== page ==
Student sat on a chair in her home reading, surrounded by houseplants.

The benefits of mindfulness

A short talk that provides a light touch guide on aspects of mindfulness, exploring its benefits and providing suggested activities to try out every day.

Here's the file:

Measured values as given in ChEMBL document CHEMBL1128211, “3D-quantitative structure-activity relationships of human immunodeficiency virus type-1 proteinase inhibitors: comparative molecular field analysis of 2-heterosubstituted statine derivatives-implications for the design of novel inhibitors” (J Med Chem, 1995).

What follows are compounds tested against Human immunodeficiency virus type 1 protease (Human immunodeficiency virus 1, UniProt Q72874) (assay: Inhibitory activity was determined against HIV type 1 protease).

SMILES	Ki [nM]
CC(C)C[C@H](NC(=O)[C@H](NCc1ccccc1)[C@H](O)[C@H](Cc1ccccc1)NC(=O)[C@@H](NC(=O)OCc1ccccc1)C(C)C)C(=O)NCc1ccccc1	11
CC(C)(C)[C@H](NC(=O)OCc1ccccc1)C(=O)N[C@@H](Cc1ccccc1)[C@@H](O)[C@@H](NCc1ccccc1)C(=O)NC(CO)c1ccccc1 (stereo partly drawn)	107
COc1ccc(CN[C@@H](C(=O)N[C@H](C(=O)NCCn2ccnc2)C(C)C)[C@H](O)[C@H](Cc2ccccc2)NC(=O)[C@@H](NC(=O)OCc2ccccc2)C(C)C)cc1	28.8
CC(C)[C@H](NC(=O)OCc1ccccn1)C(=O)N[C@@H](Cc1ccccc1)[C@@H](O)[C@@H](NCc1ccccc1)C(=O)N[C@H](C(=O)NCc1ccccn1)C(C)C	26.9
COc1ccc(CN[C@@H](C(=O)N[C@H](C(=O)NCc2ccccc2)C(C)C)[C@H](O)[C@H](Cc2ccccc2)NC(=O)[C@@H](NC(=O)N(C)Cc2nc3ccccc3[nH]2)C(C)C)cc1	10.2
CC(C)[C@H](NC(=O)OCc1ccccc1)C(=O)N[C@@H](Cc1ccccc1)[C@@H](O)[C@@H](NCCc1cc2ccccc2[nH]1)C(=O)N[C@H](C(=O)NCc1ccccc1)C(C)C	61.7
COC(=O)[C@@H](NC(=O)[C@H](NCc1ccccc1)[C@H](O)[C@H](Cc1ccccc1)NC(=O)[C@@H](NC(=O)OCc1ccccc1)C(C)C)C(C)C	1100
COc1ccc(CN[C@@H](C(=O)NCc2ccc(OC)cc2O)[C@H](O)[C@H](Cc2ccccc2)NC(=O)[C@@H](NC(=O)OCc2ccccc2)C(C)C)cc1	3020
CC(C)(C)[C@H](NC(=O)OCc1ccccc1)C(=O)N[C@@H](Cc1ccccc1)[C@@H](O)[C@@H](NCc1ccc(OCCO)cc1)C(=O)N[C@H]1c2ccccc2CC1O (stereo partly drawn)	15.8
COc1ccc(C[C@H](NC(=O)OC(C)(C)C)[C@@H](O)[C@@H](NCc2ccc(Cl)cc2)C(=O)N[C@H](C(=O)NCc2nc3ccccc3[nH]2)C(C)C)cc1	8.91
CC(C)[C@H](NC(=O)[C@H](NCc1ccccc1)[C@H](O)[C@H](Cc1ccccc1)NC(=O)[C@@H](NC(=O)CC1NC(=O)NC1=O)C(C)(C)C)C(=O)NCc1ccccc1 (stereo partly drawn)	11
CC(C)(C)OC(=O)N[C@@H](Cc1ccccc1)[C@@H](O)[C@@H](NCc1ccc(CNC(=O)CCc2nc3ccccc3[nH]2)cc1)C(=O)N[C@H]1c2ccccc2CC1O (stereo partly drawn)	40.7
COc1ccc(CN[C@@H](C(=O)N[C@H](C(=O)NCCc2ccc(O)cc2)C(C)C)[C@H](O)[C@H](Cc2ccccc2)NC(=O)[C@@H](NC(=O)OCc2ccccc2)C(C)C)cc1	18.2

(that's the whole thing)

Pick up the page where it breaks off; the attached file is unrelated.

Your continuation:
Hello and welcome, our presentation on mindfulness aims to guide you through aspects of what mindfulness is, its benefits and ways to approach being mindful. So let's start with what it is and what we mean it to be. Mindfulness is a term that many of us are now fairly familiar with and has been on the radar for quite some time. But I want to take a moment to just reflect on what we mean by mindfulness and being mindful. It has been defined in varying ways, but it holds key aspects at its core. And these are being aware of our own thoughts, emotions and feelings. Being accepting and not judgemental, not overreacting or being overwhelmed by what is going on around us, it's about being present in the moment and focussing your awareness on this, it's important to be aware that it doesn't always suit everyone, but it is about trying out different ways to be mindful, to get a feel for what you may like. Like anything get better at it takes practise and it's a very personal journey to work out what works best for you and what suits you. So what are the potential benefits, although mindfulness has its roots in Buddhism and meditation, It is not to say that you have to have any particular beliefs to try it out. The aims of mindfulness are to help you with becoming more self aware, feeling calm or less stressed, feeling more well equipped with how you respond to your thoughts and your feelings, feeling more able to cope with difficult or unhelpful thoughts, being kinder towards yourself and boosting self-esteem. Remember, this is something new to you and you are aiming to find out what suits you. Whatever happens, whatever you experience, it just is what it is. Try and see if you can keep any judgements or criticisms at bay and just be open to trying new things and working out what helps you. Everyone is different. So you have the chance to try things and think about what you like. Start small and try to tune into the world around you and be present. Look at ways to build things into your daily routine rather than it becoming an additional thing that is on your to do list. And remember to take the time to check in with yourself, see how you are doing and reflect on the day you have had. It's important to make space for ourselves and our busy lives, even if it's just a few minutes sometimes. So here are just some suggestions of exercises and activities you may wish to try out. Breathing exercises can be undertaken at any point of the day, and different ones can be used for different reasons. They allow you to focus on your breathing, clearing your mind of any other thoughts, and just focussing on your in-breath and then your out-breath focussing on the rhythm of your breathing and the way the body moves with each in-breath and out-breath. There is no particular statement necessarily needs to be achieved as such, a body scan exercises could take from three minutes to 30 minutes. You may wish to start your day in bed with the body scan exercise or stop and check in with yourself throughout the day. They allow you to focus on one part of your body at a time and move from the top of your head right down to your toes. Good examples of these can be found at Guided audio meditations of different varieties are available, and a lot of those are free of charge. Taking a bath before bed can provide great sleep hygiene and be part of a bedtime routine to aid sleep. Going outside is an important part of interacting with the world. Be in your garden or even looking out the window is important to interact with the natural world you see around you. Undertaking gentle physical activity such as yoga can be a way to exercise gently. But also allows you to tune in with your body and do what suits your level, again, lots can be found online for free, with many available on YouTube, such as yoga with Adrian. Mindfulness colouring is also an option you can print out in colour or find colouring apps on your phone, whatever suits you. But it's nice to remember to take a break from screen time. You can find links to some of the useful websites suggested on our resource hub. So some tips to well being number one connect. There is strong evidence that shows that feeling close to and value by other people is a fundamental human need. Positive social relationships are key to our well-being and can provide support with our mental health. With this in mind, try to do something different today and make a connection in whatever way you can, talk to someone instead of sending a message, make a phone call, perhaps video or connect with people. Put five minutes aside to find out how someone really is, our second one. Be active. Regular physical activity is linked to lower rates of depression and anxiety across all age groups. It releases endorphins which make you feel good and it also ties your body out, to give you a better night's sleep, it doesn't need to be anything particularly intense for you to feel its effects. You can follow an online exercise class or just head outside for slower paced activities such as walking. Going outside will also give you the benefit of social interactions, even if at a distance, as well as engaging with the world around us and providing some level of exercise. Here are a few ideas to help you be more physical. Go out for a walk at lunchtime, do some gardening, get involved in a hit class on social media, or go for a walk in a new place. Thirdly, take notice, remind yourself to take notice and strengthen and broaden awareness, being mindful or aware of what is taking place in the present directly enhances your well-being. Enjoying the moment can help to reaffirm your life priorities and recognise achievement or fulfilment. Heightened awareness allows you to develop yourself understanding and can lead you to make positive choices based on your own values and motivations. Take a moment and notice yourself and your environment around you. A few ideas are, have a clear out of any clutter you might have in your workspace or room decluttering your environment can also be a decluttering of your mind, and feel cathartic. Pay attention to how your friends or family might be feeling or acting. Try out a new recipe for dinner. Then we come on to learn, we continue learning new things throughout life, be it a new topic in your chosen subject, a new job, utilising different skills, environments changing around us, actively continuing our learning through life, can enhance self-esteem and encourage social interaction and a more active life. It allows us to meet new people and also recognise skills and attributes in ourselves and achieve goals. The practise of setting goals, which is related to adult learning in particular, has been strongly associated with higher levels of well-being. So what could you learn today? Sign up for a class in something you've not done before? Following a video tutorial of how to make something, read a book or article, download an app to learn a new language, learn new word every day and try to use it in a conversation you have with someone. And lastly, we come to give, being an active participant in your community, your social circle can be key to your wellbeing. Individuals who report a greater interest in helping others are more likely to rate themselves as happy. Research has shown that undertaking actions that promote happiness and committing acts of kindness once a week over a six week period is associated with an increase in well-being. See if your neighbour needs anything from the supermarket on your next trip. Give someone a call that might need some social interaction. Make dinner for the family. It's important to take the time to check in with yourself and be in the present. Take time throughout your day and week to recognise where you are and what you have achieved. Start small by looking at one thing you can do every day and then try to build up to bigger things or doing it more than one day. Some examples of what you could do before you get out of bed. Take one minute to lie completely still, focus on your breath and nothing else. Open the curtains and take a look out of the window. Have a look around, tune into your surroundings. Do you notice something that you usually don't pay attention to and think about using all of your five senses, other things, maybe having a water bottle with you and drinking regularly throughout the day. Every time you take a sip, reflect and notice how your body feels, you may also want to eat your lunch with no distractions. So turn off your TV and leave your phone in another room, focus on your plate and enjoy what you're eating. Or perhaps at the end of the day, before you go to sleep, lie in bed and think of one thing specifically that you are grateful for from that day. So here you'll find we've created some checklist that you can use to check in with yourself as you go throughout the week, you can find these on our Instagram page or on the resource hub as well. But have a think about focussing on checking in at the start of week, what you want to achieve that week, what are your aims and set that in your mind. Then you can move forward into midweek, check in and just reflect on how you are progressing, what's working well, what's not working, maybe what you might need to do to change things. And by the end of the week, think about what you have achieved, reflect on what's gone well, and think about where you need to recognise those achievements and where maybe you might not have achieved things. Be OK about that. Set yourself challenges, this is going to be really useful for thinking about what goals you want to achieve every day, because all the little things will add up to create something big, set yourself aims and goals for the day or the week. These could vary from small achievements to large jobs to be completed. They can have varying focuses, but the aim is to create a positive impact on your well-being. So it might be that you want to aim to drink two litres of water every day to ensure you are healthy and hydrated, to setting a bad time and sticking to it, to reducing your screen time on your phone, to completing a big assignment. It is rewarding to set goals and acknowledge that we achieve them. This creates a positive impact on us. It is also important to remember that we don't always achieve every single goal we set, and that's OK. Sometimes the goal we have set may be too big to achieve in the time frame set or just that something else unexpected came up. It may even be that you didn't set your measures for success. We can use time to reflect and readjust. Revision could be a goal, but think about how that might look as a goal. You want to think about how you'll feel, the success, you could set small goals of 10 minutes every day or 20 minutes per subject every week, these can be small goals, add up to a lot over a whole term or year, and it is easy to recognise when you've completed them to goal is measurable and easy to see when you have done it. If you haven't done 10 minutes every day, why not are some days just too busy? Then re-adjust and set your goal to 10 minutes per day on Monday to Thursday. Make sure you are realistic with your goals and they match what is going on in your life. Mindfulness works for many people in many different ways, it's about working out what works for you or even if it does, the important thing to take away from it is that you've given something a try, and doing something new is positive and rewarding in itself. Here you can see we've created a 30 day mindfulness challenge. Try it out to experiment with all the different ways of being mindful and take away the techniques that work for you. Again, you can find this on our Instagram page or on the resource hub to download. Thank you for joining us today and a brief presentation on some of the benefits of mindfulness.